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By unknown | Mar 24, 2009 | COMMENTS [ 0 ]

Robert Laing and Sapa

Robert Laing and Sapa

Bankruptcies in February jumped 70percent from a year ago, Statistics SA reported yesterday.

The worst hit sectors were financing, insurance, real estate, and business services, which accounted for about 40percent of the 391 businesses liquidated.

Next were wholesale and retail trade, catering and accommodation, making up 30percent of the total.

Credit Guarantee senior economist Luke Doig said the official data reflects what rating agencies are seeing. Liquidation data was distorted by last year's civil service strike, but the past three months have seen an alarming rise in bankruptcies.

"Going through the historical data, this looks like the worst we have seen since the recession of 1991, perhaps even the 1970s oil crisis," Doig said.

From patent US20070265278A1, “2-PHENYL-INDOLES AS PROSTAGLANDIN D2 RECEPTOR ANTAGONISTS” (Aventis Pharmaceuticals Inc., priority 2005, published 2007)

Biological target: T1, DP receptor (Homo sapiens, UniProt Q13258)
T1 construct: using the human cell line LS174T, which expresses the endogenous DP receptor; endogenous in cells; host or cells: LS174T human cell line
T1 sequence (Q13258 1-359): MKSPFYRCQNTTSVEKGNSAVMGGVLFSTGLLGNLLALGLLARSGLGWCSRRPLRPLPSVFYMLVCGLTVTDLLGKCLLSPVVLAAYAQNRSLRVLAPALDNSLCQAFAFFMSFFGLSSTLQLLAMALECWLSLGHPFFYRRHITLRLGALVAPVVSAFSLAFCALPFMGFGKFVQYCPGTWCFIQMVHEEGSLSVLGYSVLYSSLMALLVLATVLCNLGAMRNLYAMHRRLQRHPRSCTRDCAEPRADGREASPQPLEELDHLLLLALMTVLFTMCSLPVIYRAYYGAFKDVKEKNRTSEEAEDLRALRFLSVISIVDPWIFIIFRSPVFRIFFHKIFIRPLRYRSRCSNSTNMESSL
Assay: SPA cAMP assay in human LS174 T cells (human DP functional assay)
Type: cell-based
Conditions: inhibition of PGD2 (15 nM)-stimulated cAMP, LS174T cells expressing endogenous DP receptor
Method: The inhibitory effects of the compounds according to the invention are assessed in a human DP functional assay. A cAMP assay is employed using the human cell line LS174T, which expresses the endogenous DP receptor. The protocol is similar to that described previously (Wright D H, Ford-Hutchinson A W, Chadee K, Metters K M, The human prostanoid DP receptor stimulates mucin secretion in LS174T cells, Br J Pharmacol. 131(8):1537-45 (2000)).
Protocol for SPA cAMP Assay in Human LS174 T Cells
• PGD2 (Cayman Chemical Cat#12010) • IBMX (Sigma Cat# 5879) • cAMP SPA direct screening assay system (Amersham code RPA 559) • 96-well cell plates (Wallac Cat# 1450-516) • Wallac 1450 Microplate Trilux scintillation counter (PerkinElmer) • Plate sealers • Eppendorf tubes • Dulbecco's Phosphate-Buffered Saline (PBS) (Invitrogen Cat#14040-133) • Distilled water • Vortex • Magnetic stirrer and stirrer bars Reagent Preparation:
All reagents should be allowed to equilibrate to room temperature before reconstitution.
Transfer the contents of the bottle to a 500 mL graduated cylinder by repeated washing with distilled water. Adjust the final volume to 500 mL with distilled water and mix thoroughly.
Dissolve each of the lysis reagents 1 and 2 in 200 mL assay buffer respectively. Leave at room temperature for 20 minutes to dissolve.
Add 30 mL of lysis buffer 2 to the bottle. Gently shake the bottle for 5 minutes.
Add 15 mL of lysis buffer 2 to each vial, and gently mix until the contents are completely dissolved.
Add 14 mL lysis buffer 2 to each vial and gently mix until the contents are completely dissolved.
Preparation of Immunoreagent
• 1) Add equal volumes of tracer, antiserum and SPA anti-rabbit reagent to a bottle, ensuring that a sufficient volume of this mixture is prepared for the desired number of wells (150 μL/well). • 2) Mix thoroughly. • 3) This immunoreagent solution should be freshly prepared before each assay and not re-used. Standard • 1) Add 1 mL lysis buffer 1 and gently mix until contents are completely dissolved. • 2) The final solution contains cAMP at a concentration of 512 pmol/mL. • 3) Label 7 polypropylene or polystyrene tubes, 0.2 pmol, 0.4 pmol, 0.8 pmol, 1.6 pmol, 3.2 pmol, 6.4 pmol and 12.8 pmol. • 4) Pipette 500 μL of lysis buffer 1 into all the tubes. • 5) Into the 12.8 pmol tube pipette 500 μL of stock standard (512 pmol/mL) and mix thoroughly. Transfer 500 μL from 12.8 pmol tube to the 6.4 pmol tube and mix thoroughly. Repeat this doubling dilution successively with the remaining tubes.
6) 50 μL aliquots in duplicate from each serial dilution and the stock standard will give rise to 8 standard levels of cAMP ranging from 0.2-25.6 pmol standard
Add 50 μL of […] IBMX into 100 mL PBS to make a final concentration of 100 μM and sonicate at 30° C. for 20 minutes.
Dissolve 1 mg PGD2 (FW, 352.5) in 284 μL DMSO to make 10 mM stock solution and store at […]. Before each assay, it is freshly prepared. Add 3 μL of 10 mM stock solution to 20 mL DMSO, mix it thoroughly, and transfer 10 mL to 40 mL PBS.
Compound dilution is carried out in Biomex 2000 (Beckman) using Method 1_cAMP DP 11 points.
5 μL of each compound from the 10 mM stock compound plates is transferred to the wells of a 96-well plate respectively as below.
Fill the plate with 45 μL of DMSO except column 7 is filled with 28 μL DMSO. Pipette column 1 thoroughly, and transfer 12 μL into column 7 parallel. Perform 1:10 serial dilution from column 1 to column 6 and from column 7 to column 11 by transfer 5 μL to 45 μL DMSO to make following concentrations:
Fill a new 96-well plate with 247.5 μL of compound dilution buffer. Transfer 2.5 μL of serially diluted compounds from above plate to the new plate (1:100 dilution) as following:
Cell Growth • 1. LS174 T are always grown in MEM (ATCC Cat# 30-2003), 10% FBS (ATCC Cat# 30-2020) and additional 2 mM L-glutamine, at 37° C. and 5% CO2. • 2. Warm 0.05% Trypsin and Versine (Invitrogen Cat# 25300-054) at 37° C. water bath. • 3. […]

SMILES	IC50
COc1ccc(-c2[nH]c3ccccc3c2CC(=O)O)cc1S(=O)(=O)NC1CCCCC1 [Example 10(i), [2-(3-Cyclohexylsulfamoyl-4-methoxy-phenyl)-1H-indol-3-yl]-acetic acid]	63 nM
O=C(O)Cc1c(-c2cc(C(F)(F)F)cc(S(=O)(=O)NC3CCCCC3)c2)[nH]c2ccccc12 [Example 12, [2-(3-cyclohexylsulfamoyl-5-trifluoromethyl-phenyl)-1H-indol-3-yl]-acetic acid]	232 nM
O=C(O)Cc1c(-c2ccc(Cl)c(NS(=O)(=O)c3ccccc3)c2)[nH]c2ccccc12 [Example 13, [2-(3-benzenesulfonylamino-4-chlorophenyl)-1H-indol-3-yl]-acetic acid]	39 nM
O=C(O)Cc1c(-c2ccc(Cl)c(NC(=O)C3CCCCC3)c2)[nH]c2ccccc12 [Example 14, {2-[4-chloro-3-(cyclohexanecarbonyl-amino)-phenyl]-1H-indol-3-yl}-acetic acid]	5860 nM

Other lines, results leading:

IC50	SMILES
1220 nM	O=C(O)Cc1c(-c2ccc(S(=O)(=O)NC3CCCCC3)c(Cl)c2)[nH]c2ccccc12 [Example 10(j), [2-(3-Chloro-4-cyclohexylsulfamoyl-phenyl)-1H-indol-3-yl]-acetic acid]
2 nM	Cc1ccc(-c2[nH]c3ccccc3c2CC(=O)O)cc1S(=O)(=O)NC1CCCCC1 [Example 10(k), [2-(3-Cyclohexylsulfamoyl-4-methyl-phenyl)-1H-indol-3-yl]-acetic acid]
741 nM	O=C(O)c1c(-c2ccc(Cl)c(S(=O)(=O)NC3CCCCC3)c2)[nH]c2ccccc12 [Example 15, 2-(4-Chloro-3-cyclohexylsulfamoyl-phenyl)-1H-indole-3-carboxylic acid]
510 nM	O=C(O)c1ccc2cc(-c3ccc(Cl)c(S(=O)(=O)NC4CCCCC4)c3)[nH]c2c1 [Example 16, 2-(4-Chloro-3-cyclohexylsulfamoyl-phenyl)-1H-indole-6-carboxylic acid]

The bulk of company liquidations were voluntary, with only 26 court-ordered liquidations out of the 391.

Individuals or partners declared insolvent jumped by 39percent to 143 in January from the same month last year.

Insolvencies hit a peak of 399 in October and Stats SA has reported a decline in its past three-monthly releases. Insolvency data lags behind that of liquidations by a month.

The improvement in insolvencies might reflect the 1,5percent easing of interest rates since October, with another 1percent or more expected this afternoon when Reserve Bank governor Tito Mboweni announces the monetary policy committee's decision.

But some analysts have attributed this to a lag caused by the National Credit Act giving people in financial trouble a breathing space for debt counselling before defaulters can be taken to court by creditors.

There was a mild improvement in residential property demand activity levels, FNB said yesterday in its property barometer for the first quarter of 2009.

However, other areas of the survey results pointed towards a bleak picture, the bank said.

"It's probably safe to say that the overall picture is far from convincing - we have a long way to go before we see a sustainable recovery," John Loos said. - Sapa


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